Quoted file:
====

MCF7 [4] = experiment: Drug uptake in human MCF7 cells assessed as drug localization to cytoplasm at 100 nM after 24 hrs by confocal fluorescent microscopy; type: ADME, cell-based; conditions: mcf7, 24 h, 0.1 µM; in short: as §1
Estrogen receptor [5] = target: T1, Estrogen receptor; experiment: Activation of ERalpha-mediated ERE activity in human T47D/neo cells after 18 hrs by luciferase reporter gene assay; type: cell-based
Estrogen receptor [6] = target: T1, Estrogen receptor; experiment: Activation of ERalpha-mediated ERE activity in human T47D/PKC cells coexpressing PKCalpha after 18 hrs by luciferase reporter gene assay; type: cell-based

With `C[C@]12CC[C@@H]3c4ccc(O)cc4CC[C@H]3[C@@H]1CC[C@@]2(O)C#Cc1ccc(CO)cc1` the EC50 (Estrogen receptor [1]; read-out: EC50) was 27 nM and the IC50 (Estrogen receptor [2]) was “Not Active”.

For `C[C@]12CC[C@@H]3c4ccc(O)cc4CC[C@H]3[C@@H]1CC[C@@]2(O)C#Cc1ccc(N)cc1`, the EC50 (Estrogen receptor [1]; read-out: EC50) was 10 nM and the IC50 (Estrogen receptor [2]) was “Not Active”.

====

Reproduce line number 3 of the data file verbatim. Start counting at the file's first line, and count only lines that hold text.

Estrogen receptor [6] = target: T1, Estrogen receptor; experiment: Activation of ERalpha-mediated ERE activity in human T47D/PKC cells coexpressing PKCalpha after 18 hrs by luciferase reporter gene assay; type: cell-based